With Jobless Benefits Set to Lapse, Congress Is at Odds Over an Extension

But some Republicans have vowed to oppose the move. Senator Lindsey Graham, Republican of South Carolina, went so far as to ask President Trump to reject any future coronavirus relief package that maintained the benefit. (Mr. Trump made no such agreement.)

Republicans argued that the unexpected news on Friday that the unemployment rate had declined and employers had added 2.5 million jobs in May was evidence that the benefit was no longer needed. Congress should redirect its focus to ensuring people were headed back to work and not remaining on unemployment, they said.

“It’s obvious you’ve got to do something different from what we’re doing,” said Senator Charles E. Grassley of Iowa, the chairman of the Senate Finance Committee. “Right now, I would say that probably, if we legislate in that area, it would not be just continuing it for another six months.”

Instead, Senator Rob Portman, Republican of Ohio, has proposed a “back-to-work” bonus that would give workers a temporary $450 weekly payment once they are again employed. In the House, Representative Kevin Brady, the top Republican on the Ways and Means Committee, introduced a similar bill that would allow workers to keep up to two weeks of the supplemental federal unemployment benefits — amounting to a $1,200 bonus — after taking a new job.

The expanded benefit was “well intentioned — to help people who lost their jobs through no fault of their own, which we needed to do,” Mr. Portman said. “But we put the numbers so high that it’s really creating a disincentive to work, and so the back-to-work bonus solves that.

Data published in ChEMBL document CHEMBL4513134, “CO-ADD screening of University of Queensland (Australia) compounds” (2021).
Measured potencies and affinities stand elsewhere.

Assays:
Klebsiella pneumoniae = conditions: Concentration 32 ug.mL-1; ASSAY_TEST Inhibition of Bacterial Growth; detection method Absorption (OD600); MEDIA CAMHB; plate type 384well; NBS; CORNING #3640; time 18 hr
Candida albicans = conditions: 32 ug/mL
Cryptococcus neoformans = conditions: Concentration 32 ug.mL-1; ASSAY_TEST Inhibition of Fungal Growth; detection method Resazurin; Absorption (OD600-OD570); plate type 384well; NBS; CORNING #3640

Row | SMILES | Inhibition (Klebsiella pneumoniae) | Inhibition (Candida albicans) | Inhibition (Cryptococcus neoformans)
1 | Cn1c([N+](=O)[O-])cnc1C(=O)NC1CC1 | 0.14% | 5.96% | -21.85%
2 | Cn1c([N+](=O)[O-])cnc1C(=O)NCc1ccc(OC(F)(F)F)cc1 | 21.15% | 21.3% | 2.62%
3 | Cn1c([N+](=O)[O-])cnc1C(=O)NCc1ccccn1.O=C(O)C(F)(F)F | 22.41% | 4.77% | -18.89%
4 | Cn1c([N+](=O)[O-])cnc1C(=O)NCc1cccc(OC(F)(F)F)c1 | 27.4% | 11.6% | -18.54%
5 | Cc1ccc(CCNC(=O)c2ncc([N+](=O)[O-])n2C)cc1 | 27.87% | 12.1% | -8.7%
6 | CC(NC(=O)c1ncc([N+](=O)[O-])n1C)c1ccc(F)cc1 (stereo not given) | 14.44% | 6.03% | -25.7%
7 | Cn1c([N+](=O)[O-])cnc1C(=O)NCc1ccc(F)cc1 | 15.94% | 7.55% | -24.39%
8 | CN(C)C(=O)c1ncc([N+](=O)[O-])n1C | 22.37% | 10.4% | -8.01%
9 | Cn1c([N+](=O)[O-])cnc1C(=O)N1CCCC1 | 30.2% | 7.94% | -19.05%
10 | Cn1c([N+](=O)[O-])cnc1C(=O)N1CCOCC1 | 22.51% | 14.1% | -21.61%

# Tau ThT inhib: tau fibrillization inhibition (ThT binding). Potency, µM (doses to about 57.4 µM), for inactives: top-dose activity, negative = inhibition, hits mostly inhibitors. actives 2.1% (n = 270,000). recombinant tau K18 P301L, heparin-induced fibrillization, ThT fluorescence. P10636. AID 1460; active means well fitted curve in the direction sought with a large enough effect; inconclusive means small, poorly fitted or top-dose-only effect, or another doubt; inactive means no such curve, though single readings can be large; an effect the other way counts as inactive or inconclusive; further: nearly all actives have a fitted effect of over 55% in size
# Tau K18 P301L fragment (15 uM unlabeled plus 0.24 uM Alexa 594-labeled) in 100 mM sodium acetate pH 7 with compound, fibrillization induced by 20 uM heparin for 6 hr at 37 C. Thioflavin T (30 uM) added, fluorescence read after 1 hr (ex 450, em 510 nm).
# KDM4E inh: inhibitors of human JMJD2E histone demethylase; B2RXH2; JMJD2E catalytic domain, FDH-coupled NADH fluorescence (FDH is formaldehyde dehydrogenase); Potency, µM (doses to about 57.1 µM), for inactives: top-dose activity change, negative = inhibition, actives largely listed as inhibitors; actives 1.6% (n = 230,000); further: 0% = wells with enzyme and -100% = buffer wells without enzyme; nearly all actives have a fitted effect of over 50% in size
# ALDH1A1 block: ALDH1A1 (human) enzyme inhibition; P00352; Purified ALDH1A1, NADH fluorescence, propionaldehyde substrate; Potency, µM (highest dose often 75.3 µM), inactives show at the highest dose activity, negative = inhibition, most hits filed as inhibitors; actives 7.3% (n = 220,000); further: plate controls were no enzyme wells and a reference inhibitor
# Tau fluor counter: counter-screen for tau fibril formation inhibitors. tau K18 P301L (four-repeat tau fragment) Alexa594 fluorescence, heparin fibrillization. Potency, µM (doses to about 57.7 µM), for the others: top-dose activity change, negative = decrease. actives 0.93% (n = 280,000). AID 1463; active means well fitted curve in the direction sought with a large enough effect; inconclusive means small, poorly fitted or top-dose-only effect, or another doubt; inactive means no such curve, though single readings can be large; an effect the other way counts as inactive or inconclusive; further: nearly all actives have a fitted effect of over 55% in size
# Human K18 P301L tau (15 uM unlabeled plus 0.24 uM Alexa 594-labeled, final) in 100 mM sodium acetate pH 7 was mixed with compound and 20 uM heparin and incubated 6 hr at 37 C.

Top Democrats, however, maintain that the rebound in hiring is evidence that the benefit is critical to preventing the economy from cratering again. Despite the improvement shown in the report released Friday, the unemployment rate remains worse than in any previous postwar recession, with tens of millions still out of work.

“My view is you don’t take your foot off the gas right now,” Senator Ron Wyden of Oregon, the top Democrat on the Senate Finance Committee, told reporters on Tuesday. “If millions of Americans lose their supercharged benefits and are unable to pay their bills, the economy is not going to be in a position to rebound.”

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